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Iowa’s a sideshow: It’s still Romney versus Obama

Earl Ofari Hutchinson

Iowa’s a sideshow: It’s still Romney versus Obama

The Iowa caucus is a sideshow — a good one, but a sideshow nonetheless. The one man who knows that is President Barack Obama. He and his re-election team publicly slam the only challenger that can make the 2012 presidential race competitive, if not an actual horse race.

That’s Mitt Romney. It doesn’t much matter how hard ultra-conservatives, Christian evangelicals, tea party leaders and followers rail at him for being too moderate, too vacillating, too establishment and too bland. The hard reality is that not one of his GOP presidential rivals is electable, no matter how close they hue to the social and fiscal conservative political faith line.

The GOP conservative base just simply doesn’t have the votes to put any of them in the White House. Independents do. The 2012 election will be won as the 2008 election was — on whether Obama or his GOP presidential rival can do the best sell job with them. Obama did it in 2008 and he won.

There’s some truth to the contention that Independents conform pretty close to a party affiliation, be it Democrat or Republican, and tend to reflect their views and vote for one or another of the parties that they identify with. In other words if an Independent is pro-Democrat, the Democratic candidate is likely to get their vote. If they are pro-GOP leaning, the GOP candidate is likely to get their vote.

But that doesn’t change three facts. One is that Independents are Independents because they have serious doubts, criticism and conflicts with Democrats and Republicans and prefer to keep their vote option open. The other is that they back candidates based on their positions on the issues first. And they have made it plain that the two issues they will judge Obama and his GOP rival on are the economy and budget deficits and how each one handles both. The other fact is that Independents are inching closer and closer to making up nearly half of the total American voters. This is a staggering number.

In 2008, McCain had a good shot at winning the majority of Independent voters with his maverick, bucking the party, restore fiscal responsibility line. The fiscal meltdown on President George W. Bush’s watch wrecked any chance he had to make the case that he could do a better job than Obama on the economy and the fiscal crisis. Nothing has changed in 2012. In repeated polls Obama has hit crushing lows and at times inched back up all on the basis of what Independents thought of his handling of the economy.

But there’s more. Independents also are fickle, and scare easy. The bare hint that a presidential contender is an ideological hard liner on waging wars, torpedoing abortion, imposing iron-clad religious dogmatism, reinforcing gender and sexual preference inequities, and backing a radical slash and restructure of government will drive them into the opposing candidate’s camp faster than a skyrocketing sonic missile.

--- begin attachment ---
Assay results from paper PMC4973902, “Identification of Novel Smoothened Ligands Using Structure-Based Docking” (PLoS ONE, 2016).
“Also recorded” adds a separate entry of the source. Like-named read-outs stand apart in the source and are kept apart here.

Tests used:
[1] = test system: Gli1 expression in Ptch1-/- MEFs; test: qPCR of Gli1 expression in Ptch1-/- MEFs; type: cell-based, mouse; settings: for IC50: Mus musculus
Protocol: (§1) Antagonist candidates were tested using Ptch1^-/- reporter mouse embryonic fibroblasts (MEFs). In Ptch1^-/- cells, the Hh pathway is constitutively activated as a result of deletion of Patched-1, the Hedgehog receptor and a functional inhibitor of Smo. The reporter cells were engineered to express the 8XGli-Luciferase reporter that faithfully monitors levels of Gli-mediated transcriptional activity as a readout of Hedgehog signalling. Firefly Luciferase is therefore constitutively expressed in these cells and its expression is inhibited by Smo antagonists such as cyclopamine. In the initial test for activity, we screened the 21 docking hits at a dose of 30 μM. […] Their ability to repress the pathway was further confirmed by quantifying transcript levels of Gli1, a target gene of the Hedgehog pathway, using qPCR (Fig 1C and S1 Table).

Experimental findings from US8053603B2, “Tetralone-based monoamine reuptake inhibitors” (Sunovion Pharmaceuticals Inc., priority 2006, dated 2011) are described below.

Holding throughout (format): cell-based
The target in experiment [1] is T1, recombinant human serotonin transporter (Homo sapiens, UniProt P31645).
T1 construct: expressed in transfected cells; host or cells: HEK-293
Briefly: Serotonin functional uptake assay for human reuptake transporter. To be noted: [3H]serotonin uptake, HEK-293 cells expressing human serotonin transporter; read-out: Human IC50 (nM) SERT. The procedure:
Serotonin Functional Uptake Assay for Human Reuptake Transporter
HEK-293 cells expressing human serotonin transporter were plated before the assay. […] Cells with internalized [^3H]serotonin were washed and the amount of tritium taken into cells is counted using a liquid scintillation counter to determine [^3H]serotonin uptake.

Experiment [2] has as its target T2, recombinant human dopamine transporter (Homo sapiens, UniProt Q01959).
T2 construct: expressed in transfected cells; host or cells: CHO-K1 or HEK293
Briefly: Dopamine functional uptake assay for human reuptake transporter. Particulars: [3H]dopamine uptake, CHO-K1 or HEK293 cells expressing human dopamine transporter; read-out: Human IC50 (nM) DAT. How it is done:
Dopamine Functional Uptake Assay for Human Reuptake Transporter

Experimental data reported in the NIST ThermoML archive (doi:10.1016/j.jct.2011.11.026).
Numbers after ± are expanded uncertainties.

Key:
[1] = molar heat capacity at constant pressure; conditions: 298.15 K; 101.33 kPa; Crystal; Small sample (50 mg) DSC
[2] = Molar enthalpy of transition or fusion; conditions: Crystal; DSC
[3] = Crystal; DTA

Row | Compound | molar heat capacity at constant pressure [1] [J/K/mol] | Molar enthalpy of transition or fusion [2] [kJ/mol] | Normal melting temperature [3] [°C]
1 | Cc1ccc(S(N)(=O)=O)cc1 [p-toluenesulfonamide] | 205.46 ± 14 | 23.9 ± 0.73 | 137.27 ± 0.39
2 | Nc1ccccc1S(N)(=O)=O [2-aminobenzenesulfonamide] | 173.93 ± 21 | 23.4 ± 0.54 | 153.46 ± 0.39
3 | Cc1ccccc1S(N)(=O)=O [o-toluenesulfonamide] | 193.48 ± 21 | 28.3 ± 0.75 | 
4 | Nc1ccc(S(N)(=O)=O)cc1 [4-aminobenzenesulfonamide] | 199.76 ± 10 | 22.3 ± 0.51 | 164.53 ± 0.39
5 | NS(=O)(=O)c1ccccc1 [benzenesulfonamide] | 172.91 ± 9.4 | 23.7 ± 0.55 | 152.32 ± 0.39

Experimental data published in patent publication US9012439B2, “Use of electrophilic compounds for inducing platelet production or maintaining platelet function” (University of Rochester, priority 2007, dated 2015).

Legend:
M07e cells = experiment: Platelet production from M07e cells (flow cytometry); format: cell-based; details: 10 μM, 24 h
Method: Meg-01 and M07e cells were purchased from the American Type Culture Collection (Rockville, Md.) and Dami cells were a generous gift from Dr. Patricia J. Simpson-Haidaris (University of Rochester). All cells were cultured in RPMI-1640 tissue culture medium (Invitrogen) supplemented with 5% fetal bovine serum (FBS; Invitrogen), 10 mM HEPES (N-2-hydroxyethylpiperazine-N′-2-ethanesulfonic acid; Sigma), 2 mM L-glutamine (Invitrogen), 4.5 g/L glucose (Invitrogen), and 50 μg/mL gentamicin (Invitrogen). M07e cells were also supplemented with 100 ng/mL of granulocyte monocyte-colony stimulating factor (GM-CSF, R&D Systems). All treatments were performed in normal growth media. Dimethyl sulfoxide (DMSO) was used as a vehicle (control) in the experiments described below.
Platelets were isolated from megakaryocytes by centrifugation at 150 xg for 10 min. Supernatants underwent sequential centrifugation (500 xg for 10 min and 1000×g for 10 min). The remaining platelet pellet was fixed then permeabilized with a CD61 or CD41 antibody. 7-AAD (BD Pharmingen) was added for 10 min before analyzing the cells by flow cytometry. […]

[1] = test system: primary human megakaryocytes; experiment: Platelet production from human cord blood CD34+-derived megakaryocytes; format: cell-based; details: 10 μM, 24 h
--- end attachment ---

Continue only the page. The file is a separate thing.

Romney understands that and has taken great pains to make sure that he has stood slightly to the center of the oftentimes wacky pronouncements from the successive GOP flavor of the month presidential candidates. He’s done this even though this further stokes the ABR (Anybody but Romney) mania from GOP ultra-conservatives.

In 2008, Romney was the first GOP presidential candidate to publicly warn that Obama would be the likely GOP opponent, and then say that he could beat him. This was not mere political braggadocio. He, like Obama, sold himself as the change guy who can go to Washington and cut the cronyism, bureaucratic and congressional inertia, and restore public confidence. But more importantly, Obama was then and is now a cash cow and again will have a king’s ransom campaign war chest. And the 2012 presidential race will be the costliest in American history, with some estimates putting the price of winning the White House at more than two billion dollars.

Romney is every bit the corporate cash cow as Obama. He pumped tens of millions into and virtually self-bankrolled his campaign in 2008. He can do what no other GOP contender can do and that is open the GOP’s corporate money spigot in 2012.

The one policy issue on which GOP ultra-conservatives have pounded Romney and say that makes him unfit to be the GOP presidential nominee is the much harangued health care plan he helped craft as Massachusetts governor. But that won’t scare Independents away in the general election. In fact, it could be an asset since polls showed that more Americans supported some or all aspects of the health reform law than opposed it, and lambasted Congressional Republicans for their hysteria in opposing the health care reform law, and for continuing to snipe at it.

The presidential race will be a yearlong slog. The winner must have lots of cash, feed the perception that he can best handle the economy and not give any hint that he will pander to the GOP or Democratic hardliners in how they will govern. Romney is the only GOP candidate that comes close to fulfilling that bill. And President Obama knows that.

Earl Ofari Hutchinson is an author and political analyst.